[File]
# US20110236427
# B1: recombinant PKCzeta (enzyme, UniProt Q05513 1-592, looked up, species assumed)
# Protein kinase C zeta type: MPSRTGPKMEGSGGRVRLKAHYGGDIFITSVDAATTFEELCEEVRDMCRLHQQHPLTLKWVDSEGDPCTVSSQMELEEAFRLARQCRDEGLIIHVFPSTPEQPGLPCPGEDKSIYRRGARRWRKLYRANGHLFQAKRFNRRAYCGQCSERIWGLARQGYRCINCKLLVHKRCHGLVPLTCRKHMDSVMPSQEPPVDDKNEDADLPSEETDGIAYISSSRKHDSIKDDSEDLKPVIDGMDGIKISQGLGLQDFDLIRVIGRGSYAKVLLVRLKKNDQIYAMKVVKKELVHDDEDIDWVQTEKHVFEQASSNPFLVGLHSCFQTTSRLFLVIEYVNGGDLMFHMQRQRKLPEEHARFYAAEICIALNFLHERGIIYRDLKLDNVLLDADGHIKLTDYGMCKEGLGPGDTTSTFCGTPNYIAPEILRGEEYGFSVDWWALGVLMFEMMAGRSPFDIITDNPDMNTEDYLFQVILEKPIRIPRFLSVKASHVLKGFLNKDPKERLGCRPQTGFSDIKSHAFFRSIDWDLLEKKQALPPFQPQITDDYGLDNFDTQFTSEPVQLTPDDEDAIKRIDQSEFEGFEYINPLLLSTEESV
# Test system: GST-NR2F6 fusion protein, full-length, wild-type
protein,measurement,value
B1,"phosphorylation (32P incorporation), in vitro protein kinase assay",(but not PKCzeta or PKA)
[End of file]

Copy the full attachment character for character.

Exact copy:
# US20110236427
# B1: recombinant PKCzeta (enzyme, UniProt Q05513 1-592, looked up, species assumed)
# Protein kinase C zeta type: MPSRTGPKMEGSGGRVRLKAHYGGDIFITSVDAATTFEELCEEVRDMCRLHQQHPLTLKWVDSEGDPCTVSSQMELEEAFRLARQCRDEGLIIHVFPSTPEQPGLPCPGEDKSIYRRGARRWRKLYRANGHLFQAKRFNRRAYCGQCSERIWGLARQGYRCINCKLLVHKRCHGLVPLTCRKHMDSVMPSQEPPVDDKNEDADLPSEETDGIAYISSSRKHDSIKDDSEDLKPVIDGMDGIKISQGLGLQDFDLIRVIGRGSYAKVLLVRLKKNDQIYAMKVVKKELVHDDEDIDWVQTEKHVFEQASSNPFLVGLHSCFQTTSRLFLVIEYVNGGDLMFHMQRQRKLPEEHARFYAAEICIALNFLHERGIIYRDLKLDNVLLDADGHIKLTDYGMCKEGLGPGDTTSTFCGTPNYIAPEILRGEEYGFSVDWWALGVLMFEMMAGRSPFDIITDNPDMNTEDYLFQVILEKPIRIPRFLSVKASHVLKGFLNKDPKERLGCRPQTGFSDIKSHAFFRSIDWDLLEKKQALPPFQPQITDDYGLDNFDTQFTSEPVQLTPDDEDAIKRIDQSEFEGFEYINPLLLSTEESV
# Test system: GST-NR2F6 fusion protein, full-length, wild-type
protein,measurement,value
B1,"phosphorylation (32P incorporation), in vitro protein kinase assay",(but not PKCzeta or PKA)